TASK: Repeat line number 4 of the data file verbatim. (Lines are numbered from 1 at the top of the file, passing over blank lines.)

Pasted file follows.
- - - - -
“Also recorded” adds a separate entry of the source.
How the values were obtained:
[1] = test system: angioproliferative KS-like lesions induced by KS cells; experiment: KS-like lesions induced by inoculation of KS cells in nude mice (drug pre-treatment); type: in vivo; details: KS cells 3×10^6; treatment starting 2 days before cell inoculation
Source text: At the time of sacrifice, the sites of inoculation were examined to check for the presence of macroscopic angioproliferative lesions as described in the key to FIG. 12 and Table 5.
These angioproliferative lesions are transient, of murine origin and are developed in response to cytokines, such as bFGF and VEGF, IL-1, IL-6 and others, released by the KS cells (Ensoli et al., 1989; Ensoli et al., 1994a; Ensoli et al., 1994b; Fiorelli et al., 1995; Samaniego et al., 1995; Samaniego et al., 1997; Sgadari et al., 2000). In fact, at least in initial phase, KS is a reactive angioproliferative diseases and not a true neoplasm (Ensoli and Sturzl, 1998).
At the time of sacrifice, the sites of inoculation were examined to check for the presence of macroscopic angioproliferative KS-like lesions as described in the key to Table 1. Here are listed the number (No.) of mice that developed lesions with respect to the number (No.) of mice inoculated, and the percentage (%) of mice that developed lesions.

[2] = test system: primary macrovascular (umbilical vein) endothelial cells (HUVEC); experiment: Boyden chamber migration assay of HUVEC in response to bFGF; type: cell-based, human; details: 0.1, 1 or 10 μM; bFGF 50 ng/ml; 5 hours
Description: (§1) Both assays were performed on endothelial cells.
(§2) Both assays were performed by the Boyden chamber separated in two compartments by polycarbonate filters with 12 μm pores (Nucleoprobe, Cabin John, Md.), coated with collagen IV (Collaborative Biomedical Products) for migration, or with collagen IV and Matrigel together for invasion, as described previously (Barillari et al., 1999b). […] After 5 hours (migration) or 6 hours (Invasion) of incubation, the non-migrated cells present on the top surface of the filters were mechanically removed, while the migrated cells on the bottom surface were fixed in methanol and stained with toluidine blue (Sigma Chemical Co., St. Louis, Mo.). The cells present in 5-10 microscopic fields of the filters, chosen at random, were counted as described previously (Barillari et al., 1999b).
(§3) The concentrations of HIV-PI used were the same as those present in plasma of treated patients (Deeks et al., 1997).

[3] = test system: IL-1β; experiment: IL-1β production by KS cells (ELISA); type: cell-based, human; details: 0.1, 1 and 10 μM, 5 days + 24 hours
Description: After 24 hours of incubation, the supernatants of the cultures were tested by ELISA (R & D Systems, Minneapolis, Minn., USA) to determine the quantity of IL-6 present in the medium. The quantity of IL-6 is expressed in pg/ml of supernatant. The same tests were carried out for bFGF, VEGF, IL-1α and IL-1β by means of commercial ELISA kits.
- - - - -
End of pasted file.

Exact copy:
Source text: At the time of sacrifice, the sites of inoculation were examined to check for the presence of macroscopic angioproliferative lesions as described in the key to FIG. 12 and Table 5.